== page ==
A request to reduce the nationwide renewable fuels standard has been denied by the Environmental Protection Agency (EPA), according to agency information.
As a result, the required total volume of renewable fuels, such as ethanol and biodiesel, mandated by law to be blended into the fuel supply will remain at nine billion gallons in 2008 and 11.1 billion gallons in 2009, according to EPA.
The request came Texas Gov Rick Perry who had asked for a reduction in the standard of 50 percent in what he said would help reduce rising food costs driven by ethanol production from grain.
Perry said at the time of the request that in 2007, 25 percent of the US corn crop was diverted to produce ethanol, according to the United States Department of Agriculture, which projects that 30 to 35 percent will be diverted in 2008. "With ever increasing mandates of corn crop diversion to ethanol production through 2015, the impact on food prices globally, and to Texas specifically will only worsen," he said.
The National Biodiesel Board say in responding to the EPA decision: "It is important to note that all renewable fuels qualify for the current RFS. In fact, if the RFS is waived or cut in half in 2008, then the growth of all biofuels, including 'advanced biofuels' such as biodiesel, would be severely hindered."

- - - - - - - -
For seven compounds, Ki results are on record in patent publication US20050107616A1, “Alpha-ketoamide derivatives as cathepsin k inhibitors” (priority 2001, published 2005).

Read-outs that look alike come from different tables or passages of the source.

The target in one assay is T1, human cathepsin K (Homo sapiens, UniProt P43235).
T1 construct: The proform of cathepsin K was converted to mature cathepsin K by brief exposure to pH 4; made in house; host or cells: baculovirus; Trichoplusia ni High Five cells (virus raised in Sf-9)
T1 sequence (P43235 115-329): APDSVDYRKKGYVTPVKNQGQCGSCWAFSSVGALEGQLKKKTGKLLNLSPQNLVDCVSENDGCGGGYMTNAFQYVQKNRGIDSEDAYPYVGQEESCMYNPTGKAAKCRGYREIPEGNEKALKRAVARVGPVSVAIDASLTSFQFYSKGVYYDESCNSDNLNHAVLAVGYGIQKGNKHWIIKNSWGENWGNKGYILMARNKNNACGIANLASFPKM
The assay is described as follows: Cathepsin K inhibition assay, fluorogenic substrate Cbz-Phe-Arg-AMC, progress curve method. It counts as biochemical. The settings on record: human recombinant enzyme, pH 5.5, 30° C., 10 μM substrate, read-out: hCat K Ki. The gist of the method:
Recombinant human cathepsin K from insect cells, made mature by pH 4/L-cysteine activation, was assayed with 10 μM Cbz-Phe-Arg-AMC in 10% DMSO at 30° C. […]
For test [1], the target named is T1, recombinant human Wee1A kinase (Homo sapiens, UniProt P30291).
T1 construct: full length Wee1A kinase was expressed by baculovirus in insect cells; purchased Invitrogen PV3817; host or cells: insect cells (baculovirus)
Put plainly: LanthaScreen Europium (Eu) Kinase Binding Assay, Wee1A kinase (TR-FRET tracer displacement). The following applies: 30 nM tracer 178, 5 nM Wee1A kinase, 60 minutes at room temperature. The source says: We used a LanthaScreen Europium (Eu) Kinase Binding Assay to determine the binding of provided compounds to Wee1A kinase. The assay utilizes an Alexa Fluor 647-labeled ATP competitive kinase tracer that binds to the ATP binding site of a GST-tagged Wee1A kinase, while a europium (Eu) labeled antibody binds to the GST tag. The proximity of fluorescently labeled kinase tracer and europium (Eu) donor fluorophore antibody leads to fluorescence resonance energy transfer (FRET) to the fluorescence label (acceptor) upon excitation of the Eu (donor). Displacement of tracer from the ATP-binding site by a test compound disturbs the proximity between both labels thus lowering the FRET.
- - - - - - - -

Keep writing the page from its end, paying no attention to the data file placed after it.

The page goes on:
The American Coalition for Ethanol also weighed into the debate, releasing a statement: "Just because Big Food companies feel they are entitled to cheap corn forever does not justify their politically-driven effort to dismantle ethanol policy. Today's ruling by EPA sets a precedent for others who would try to influence ethanol policy relying upon dishonest PR attacks instead of science and hard data." The coalition argued that independent economic experts agree that biofuels-related feedstock demand has very little to do with retail food prices and said that the US Department of Agriculture and Department of Energy have stated 96-97 percent of the food price increase has nothing to do with ethanol.
Current law authorizes EPA to waive the national standard if the agency determines that the mandated biofuel volumes would cause “severe harm” to the economy or the environment, EPA said in its news release. "The agency recognizes that high commodity prices are having economic impacts, but EPA’s extensive analysis of Texas’ request found no compelling evidence that the standard mandate is causing severe economic harm during the time period specified by Texas," EPA said.